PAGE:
historical event like the Battle of the Bulge, Bultmann would say, the
idea or experience behind that claim is what is important: Has Jesus
risen in my heart? Have I experienced the “Christ-event,” the
encounter with the Spirit of Christ here and now? It’s the present
moment, the crisis event in which Christ meets me now in my
experience, that counts, not whether the apostles were reporting
factual history. This sentiment is common not only among liberal
theologians, but also in evangelical circles when individual
experience is made central: “You ask me how I know he lives? He lives
within my heart.”
But before we deal with the question of whether it is possible for
biblical claims such as the Resurrection to have any meaning unless
they happened as reported, it is important to ask why such “creative”
readings of fairly plain reports attract so many. Of course, there is
the practical consideration: One need not risk the harsh criticism
often directed at such bold declarations of miraculous activity, and
yet can enjoy a spiritually edifying experience that is somehow
triggered by these claims. In other words, one can be an intelligent,
late twentieth-century man or woman and yet give attention to the
“things of the heart.” A well-balanced modern, dogmatically secular
and yet romantic and sentimental, wants to experience “the magic of
believing” while not really believing in particulars, at least in
things that “simply do not happen.” And at last we come to the real
hurdle for the modern mind: such things as a resurrection simply do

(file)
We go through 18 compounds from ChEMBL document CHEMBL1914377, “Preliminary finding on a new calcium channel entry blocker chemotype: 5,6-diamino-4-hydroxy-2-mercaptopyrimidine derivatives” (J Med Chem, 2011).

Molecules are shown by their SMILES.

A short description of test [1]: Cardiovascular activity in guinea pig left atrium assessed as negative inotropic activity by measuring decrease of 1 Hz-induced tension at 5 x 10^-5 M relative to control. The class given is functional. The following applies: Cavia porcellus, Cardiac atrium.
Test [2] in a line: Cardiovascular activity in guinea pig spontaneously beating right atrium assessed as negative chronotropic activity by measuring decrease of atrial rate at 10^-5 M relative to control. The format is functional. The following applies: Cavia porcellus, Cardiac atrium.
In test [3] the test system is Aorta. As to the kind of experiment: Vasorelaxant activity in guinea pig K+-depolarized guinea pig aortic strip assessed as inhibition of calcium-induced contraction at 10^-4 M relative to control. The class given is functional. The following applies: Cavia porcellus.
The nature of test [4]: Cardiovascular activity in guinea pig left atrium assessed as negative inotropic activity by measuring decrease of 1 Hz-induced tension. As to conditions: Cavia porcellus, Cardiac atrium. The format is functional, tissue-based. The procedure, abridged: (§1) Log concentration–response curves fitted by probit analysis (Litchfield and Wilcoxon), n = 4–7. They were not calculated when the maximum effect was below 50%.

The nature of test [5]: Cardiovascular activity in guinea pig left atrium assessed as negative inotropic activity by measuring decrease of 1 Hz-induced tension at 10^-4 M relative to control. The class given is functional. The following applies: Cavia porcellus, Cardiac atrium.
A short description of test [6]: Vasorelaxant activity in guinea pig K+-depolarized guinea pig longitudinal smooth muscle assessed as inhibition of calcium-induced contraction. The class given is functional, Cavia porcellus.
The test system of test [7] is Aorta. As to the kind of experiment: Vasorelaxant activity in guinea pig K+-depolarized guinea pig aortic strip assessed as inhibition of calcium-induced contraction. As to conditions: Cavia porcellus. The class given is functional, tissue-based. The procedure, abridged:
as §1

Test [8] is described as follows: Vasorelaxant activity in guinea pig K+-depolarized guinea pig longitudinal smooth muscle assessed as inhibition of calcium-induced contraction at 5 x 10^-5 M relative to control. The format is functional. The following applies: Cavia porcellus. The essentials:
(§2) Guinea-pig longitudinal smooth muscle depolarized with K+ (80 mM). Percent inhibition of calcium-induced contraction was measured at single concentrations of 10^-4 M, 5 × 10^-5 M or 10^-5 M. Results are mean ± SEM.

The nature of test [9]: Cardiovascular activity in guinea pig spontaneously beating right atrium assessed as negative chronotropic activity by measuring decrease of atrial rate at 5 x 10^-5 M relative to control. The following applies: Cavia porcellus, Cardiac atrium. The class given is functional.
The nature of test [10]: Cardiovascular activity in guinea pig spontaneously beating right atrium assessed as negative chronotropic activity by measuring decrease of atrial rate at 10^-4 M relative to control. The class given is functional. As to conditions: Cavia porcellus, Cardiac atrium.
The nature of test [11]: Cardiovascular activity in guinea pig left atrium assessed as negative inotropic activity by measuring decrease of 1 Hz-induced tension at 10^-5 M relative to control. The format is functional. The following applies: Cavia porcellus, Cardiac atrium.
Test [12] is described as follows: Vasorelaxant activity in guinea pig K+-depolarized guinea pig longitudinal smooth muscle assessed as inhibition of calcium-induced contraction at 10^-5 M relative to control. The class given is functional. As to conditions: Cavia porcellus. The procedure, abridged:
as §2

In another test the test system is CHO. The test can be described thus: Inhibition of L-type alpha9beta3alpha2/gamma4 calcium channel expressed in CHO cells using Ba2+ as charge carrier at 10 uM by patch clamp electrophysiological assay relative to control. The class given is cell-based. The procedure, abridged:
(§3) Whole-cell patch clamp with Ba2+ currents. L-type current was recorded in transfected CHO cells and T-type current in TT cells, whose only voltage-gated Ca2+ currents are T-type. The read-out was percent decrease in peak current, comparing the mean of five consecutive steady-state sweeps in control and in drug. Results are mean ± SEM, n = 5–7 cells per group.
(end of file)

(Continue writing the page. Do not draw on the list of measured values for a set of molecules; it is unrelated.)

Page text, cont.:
not happen. They can be written off entirely because we have already
judged that they are impossible.
Of course, there is no rationale for this position. A rationalist or
empiricist, for instance, would (according to his or her own
principles) have to be able to test the premise, “Resurrections do not
happen,” in order to conclude that the Resurrection of Christ is a
farce. And in the whole history of rationalism, no philosopher has
been able to offer a compelling argument for such a premise. Surely
the empiricists would be able to contribute some aid at this point.
After all, they are the folks who deal with laboratory experiments and
test theories. And yet, David Hume, the empiricist who dealt most with
this subject, simply concluded (assumed) that miracles do not happen.
This is quite an astonishing conclusion for a man whose life was
devoted to ridding philosophy of a priori (before evaluating the
evidence) judgments of a case. Resting on “the universal experience of
humanity,” empiricists like Hume simply concluded that resurrections
were out of keeping with the normal experience of ordinary men and
women. Of course, that presupposes flawed premises. First, it assumes
that David Hume is omniscient, knowing every experience or combination
of experiences to have surfaced in the history of the human species.
It is similar to dogmatically asserting, “There is no intelligent life
except on our planet,” in spite of the fact that we do not have
exhaustive knowledge of the universe. Of course, there was a time when
the common man believed that the world was flat. Only a fool would
have questioned such an obvious deliverance of sense experience. But
other observations overthrew this assumption and now we can hardly
imagine what it would be like to experience the world as flat. What